This is the fourth of four posts on this subject. First Installment is here
During the late 1960’s in New Orleans, one of my volunteer projects was to institute a weekly evening medical clinic in the Lower Ninth Ward. This was accomplished with much help from local citizens (notably Mrs. Allie Mae Williams and Mrs. Morrice Johnson) and medical students from Tulane University. Sadly, this old neighborhood was devastated by Hurricane Katrina.
A very memorable experience was on Friday, April 5, 1968, the day after Dr. Martin Luther King was assassinated. I had to park quite a distance from the shotgun frame house that served as our Lower Ninth Ward free clinic. Parked cars had already taken up both sides of the shell road for more than a block. People were out on their front porches. Usually, we exchanged cheerful waves to the sounds of jazz music as I trudged along with my white coat and little black bag. That evening there was silence. There seemed to be agony oozing out of the houses, and I found it hard just to look up.
When I entered the waiting room I saw that the power had failed, a not uncommon occurrence. In the gathering darkness, I could barely see all the people who were silently awaiting my arrival. A couple of Tulane medical students had gotten there before me, and they were already busy triaging the patients and getting them ready for the physician. We examined by candlelight and flashlight. Gloom pervaded the day and then, the night.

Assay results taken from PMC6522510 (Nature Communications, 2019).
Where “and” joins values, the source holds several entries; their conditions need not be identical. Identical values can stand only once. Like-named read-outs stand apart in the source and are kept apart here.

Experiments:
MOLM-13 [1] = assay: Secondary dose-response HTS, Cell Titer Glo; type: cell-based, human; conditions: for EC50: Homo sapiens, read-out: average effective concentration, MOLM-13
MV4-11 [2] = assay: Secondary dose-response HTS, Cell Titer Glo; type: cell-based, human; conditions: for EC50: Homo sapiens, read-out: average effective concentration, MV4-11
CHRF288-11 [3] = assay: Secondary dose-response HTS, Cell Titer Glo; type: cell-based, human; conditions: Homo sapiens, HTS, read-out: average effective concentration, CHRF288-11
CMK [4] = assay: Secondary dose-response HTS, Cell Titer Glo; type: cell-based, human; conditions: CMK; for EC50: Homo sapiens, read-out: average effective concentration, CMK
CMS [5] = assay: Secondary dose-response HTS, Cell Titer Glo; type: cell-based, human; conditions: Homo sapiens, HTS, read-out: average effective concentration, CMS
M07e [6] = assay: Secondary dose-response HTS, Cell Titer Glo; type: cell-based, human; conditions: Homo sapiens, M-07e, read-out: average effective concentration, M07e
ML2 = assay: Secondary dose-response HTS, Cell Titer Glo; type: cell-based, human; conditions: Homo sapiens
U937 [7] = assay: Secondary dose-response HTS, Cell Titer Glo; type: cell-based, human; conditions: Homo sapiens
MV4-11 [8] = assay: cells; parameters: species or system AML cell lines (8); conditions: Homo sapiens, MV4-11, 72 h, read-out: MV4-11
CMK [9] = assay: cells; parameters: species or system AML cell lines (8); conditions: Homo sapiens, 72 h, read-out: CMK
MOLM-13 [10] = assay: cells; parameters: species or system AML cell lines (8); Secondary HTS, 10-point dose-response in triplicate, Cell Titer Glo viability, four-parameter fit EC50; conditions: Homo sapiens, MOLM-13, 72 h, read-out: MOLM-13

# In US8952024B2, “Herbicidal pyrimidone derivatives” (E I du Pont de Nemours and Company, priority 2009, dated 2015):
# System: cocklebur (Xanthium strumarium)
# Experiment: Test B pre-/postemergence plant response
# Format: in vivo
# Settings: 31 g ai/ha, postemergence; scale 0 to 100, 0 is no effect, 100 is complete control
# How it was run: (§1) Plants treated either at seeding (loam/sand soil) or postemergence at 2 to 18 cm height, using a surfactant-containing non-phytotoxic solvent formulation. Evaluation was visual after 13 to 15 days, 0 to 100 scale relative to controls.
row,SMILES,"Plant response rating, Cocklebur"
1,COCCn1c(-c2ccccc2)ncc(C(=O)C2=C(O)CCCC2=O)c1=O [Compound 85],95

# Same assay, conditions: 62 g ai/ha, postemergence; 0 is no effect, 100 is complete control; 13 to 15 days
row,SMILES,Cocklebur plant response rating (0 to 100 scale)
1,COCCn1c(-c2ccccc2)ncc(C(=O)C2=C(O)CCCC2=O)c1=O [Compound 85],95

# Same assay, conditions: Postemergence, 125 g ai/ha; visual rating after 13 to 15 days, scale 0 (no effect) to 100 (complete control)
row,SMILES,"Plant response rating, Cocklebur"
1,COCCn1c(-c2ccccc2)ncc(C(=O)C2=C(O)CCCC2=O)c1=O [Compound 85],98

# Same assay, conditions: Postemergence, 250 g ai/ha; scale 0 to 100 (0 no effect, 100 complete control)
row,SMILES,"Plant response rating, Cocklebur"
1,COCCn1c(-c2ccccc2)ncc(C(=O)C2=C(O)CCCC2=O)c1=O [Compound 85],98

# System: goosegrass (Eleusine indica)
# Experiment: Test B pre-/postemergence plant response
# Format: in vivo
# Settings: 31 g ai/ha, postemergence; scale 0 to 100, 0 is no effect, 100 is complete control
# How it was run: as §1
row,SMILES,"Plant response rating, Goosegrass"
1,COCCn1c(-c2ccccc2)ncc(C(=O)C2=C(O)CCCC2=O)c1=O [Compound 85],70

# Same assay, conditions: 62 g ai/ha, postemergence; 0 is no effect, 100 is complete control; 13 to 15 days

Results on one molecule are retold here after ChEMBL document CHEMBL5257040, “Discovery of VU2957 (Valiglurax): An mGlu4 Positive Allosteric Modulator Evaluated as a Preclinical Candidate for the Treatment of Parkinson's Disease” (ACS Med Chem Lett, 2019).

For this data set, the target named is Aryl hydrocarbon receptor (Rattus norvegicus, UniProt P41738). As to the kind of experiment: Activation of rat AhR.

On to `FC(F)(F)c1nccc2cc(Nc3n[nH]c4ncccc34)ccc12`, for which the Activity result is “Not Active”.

The next week pain had turned to tension, and as I walked to the clinic I encountered a gang who had surrounded two fighting men. One had a knife, and the other wielded a baseball bat. As they scurried about, the crowd ran along with them and pressed around them. Did I ever feel silly, standing there in my white coat like the ringside doctor waiting for my victim! Luckily, both were simultaneously restrained without signs of major injuries.